"I don't have anything against Pedro if he's my teammate. The
guy is a winner. He knows how to pitch," Posada said Thursday
night at a charity event for manager Joe Torre's Safe at Home
"I would not have a problem with him. We're gentlemen and would
be able to work things out. The same thing happened with Roger [Clemens]."
Perhaps it was Posada's pitch to owner George Steinbrenner that
he find a way to sign Martinez, who filed for free agency after
helping the Red Sox win the World Series last month.
Such amiable sentiment means a lot, especially considering the
source and the recent history of the rivalry. Posada, a leader in
the New York clubhouse, had a memorable run-in with Martinez during
Game 3 of the 2003 AL Championship Series.
The Yankees were upset with Martinez when he threw a pitch
behind Karim Garcia's head at Fenway Park. Posada was one of the
most vocal and visibly angry players, coming out of the dugout to
shout at Martinez, who yelled right back and pointed to his own head.
Afterward, the right-hander denied that the gesture meant he
might throw at Posada's head.
When a brawl broke out later in the game, Martinez tossed
then-Yankees bench coach Don Zimmer to the ground.
But Posada would be willing to put all that behind him, he said.
And maybe the 33-year-old Martinez would be happy to pitch for the
Yankees instead of against them. After all, his struggles against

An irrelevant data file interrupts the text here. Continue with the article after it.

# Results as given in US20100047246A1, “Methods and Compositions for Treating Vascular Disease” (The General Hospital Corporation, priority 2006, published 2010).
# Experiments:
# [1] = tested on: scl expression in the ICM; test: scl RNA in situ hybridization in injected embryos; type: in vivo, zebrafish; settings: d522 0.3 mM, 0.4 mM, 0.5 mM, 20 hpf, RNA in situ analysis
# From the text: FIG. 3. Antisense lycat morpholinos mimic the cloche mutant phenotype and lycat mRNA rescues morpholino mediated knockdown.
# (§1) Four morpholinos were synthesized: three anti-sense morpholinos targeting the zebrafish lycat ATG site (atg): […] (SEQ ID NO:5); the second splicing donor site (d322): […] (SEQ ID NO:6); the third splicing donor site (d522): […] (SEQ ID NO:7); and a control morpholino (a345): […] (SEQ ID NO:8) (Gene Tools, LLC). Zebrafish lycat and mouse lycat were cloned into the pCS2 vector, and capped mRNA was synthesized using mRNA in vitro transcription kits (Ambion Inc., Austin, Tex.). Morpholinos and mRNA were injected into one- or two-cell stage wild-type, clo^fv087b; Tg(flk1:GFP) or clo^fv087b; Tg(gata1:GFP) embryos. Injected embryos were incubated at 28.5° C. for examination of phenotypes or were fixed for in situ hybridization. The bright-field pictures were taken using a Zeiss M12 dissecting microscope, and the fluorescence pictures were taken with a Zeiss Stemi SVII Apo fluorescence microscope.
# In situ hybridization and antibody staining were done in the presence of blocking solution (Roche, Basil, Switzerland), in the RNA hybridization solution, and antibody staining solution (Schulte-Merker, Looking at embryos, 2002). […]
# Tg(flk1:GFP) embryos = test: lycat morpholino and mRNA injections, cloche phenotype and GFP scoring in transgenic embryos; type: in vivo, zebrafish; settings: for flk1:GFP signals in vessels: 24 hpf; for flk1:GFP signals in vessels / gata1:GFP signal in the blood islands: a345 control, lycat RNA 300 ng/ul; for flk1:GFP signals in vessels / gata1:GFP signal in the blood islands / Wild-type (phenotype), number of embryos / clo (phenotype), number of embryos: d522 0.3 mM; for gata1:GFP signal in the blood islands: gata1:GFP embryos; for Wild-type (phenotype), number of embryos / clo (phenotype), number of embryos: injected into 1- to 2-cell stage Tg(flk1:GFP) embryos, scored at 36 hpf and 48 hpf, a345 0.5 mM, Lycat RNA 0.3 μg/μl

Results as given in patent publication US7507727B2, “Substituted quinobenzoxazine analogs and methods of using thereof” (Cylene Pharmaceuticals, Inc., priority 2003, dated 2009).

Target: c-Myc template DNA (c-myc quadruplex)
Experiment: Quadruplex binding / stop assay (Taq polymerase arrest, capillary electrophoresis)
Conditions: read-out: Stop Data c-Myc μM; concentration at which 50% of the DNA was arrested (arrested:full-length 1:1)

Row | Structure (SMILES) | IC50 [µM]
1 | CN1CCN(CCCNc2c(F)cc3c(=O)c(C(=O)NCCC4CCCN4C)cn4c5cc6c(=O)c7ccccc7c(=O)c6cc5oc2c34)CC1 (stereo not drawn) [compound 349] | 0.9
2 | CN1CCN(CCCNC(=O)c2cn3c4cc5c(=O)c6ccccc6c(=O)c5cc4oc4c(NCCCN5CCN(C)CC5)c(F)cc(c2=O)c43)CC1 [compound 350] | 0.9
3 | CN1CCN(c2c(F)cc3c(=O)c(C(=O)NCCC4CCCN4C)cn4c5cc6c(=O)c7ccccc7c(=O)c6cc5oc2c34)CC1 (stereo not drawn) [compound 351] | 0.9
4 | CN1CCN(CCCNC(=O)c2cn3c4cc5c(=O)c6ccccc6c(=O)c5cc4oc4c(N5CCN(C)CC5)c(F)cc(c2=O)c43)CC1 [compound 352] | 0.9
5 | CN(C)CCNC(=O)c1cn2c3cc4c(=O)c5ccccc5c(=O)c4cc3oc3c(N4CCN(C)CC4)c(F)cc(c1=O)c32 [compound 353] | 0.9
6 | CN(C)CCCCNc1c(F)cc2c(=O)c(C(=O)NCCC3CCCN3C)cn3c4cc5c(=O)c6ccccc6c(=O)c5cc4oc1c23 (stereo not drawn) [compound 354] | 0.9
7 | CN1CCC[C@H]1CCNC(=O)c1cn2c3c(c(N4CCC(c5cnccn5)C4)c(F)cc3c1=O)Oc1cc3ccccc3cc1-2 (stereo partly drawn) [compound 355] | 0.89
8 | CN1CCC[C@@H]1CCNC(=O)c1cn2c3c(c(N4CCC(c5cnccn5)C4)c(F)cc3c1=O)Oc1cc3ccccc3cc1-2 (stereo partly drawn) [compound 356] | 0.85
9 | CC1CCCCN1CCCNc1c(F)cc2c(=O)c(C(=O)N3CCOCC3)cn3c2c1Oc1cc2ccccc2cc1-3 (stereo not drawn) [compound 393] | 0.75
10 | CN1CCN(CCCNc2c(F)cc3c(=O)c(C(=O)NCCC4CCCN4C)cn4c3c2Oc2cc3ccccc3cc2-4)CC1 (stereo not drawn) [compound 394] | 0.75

New York prompted him to call the Yankees his "daddy" late last
Martinez, a three-time Cy Young Award winner, went 16-9 with a
3.90 ERA in 2004. He faltered against the Yankees in the ALCS but
won his only World Series start, throwing seven shutout innings
against the St. Louis Cardinals in Game 3.
In need of pitching, the Yankees are looking to acquire at least
one top starter this offseason, perhaps Arizona ace Randy Johnson,
but they are short on high-level prospects to offer in exchange.
That's one reason Posada's name has been mentioned in trade
"I can't control that," he said. "I don't want to be gone. I
don't want to be somewhere else. I consider myself a Yankee."
Another player who might be attractive to other teams is
28-year-old pitcher Javier Vazquez, who got off to a good start in
his first season with the Yankees but struggled mightily in August
"This is a learning experience for Javy," Posada said. "His
best years are ahead of him. I would hate to see him go."